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DroboPro, HP MediaSmart, Mac Mini Server or DIY? Need your help...

Discussion in 'Storage' started by Fredster, Oct 23, 2009.

  1. Fredster New Member

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    Hi, my first post here....:eek:

    I've been looking (and wanting) for a while to buy a server for home and the above mentioned models are the ones on my mind at the moment. But the problem is that i do not know which one to go for....:(

    They all do have their good and bad sides, so i'm writing here to see if somebody/anybody can share their experiences with me to help me out and get me on the right track.

    Background:

    I live in a multiple computer and multiple OS environment (Mac, Win), so i am not really familiar how well the above mentioned products will work. What i would like to have is my files accessible from any computer or device (phone, N810, iPod) and a bonus is of course if they could be remotely accessed. The server would be mostly used for my private things, but i'm just starting up a company, so it would be really cool to be able to use it for that too (thus the remote access).

    My take on the
    DroboPro:

    A cool thing, lots of expandability and smart SW seems to be getting good reviews. In my opinion rather pricey though. On the other hand, i have also been hearing some controversial reviews about it...

    - Is it worth it's money, and how does it run in multiple OS environments + remote access?

    MediaSmart:

    Also a cool thing, looks good and seems to be priceworthy. HP and MS seem to have sorted out the bugs they had problems with on the earlier models. The latest models seem to have improved the Mac side too on the SW, which is good + WHS seems to be quite robust (what i've read). Only negative about this device is it's expandability. Yes, i know that it has USB's and eSata, but i'm not so hot about at some point having to start building "around" the device with different peripherals...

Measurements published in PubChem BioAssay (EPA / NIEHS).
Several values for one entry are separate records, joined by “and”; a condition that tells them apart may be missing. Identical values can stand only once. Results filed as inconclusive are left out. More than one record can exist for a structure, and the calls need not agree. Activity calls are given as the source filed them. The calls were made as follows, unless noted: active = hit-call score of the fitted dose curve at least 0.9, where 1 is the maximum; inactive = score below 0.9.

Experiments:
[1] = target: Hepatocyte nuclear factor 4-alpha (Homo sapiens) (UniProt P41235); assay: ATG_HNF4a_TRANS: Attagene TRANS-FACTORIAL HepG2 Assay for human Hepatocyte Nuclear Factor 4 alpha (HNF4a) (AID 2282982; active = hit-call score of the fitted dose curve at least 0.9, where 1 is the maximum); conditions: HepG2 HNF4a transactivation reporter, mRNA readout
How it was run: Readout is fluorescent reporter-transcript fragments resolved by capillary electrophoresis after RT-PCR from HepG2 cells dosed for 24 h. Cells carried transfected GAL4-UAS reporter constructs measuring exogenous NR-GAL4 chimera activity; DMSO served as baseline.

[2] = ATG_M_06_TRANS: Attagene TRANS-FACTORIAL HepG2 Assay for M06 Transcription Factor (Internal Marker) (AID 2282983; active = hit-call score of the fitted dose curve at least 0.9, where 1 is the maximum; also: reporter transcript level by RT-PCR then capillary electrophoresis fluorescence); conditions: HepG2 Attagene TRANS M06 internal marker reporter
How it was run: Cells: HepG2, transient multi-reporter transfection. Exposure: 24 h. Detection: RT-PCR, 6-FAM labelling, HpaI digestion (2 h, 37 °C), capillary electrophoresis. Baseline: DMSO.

- Any feedback on this would be appreciated, pref if somebody uses multiple OS's

    Mac Mini Server:

    I know this device is very new and there are probably not many reviews and/or experiences about this device, but nevertheless, it interests me genuinely. The device itself is rather pricey + has expandability "issues", even worse than above. Maybe somebody can change my perspective about this and inform me how this can be solved?

    - How does the OSX Server SW hold up? Apple do usually have easy-to-use SW. Remote access? Multiple OS?

    DIY:

    I could always build one my self and make one that fits my needs. Only negative is the risk of need to "tweak" everything, although it does interest me greatly as there are some really cool looking stuff on the market at the moment. I would most likely go with WHS, as OSX Server is too pricey and i have no experience with Linux. With DIY there is of course the biggest freedom of choosing whether it should be rack or not etc...

    For some it might seem that i might have already answered my questions, and maybe i have, but i'm always open for some insight from people who have more experience in storage systems than me (and that's not much).

    I appreciate any help, hints and tips! So thank you beforehand :toast:
  2. thebeephaha

    thebeephaha

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    WHS is so easy to do.

    I did it and love it.
  3. TheLaughingMan

    TheLaughingMan

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    DIY is my vote. That way you can pick the OS running on the server and get around any compatibility issues. I personal do not trust Apple Time Machine. I have a Die Hard Apple fangirl friend and it has occasionally failed to backup, corrupted past backups, and simply failed to believe it was configured.

    While you are not familiar with Linux, the Servers are easy to setup, work with everything, reliable, and very expandable.

    Look Into FreeNAS. That should do just about anything you want to do with a Server, with less overhead and easy to understand configuration options.
  4. extrasalty

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    DIY WHS is good for recycling old hardware. Good and simple backup. Good expandability. Mediocre multi-user performance unless you have RAID.
    Linux of course rules them all. I've tried FreeNAS in VMware and it looks and performs sweet.

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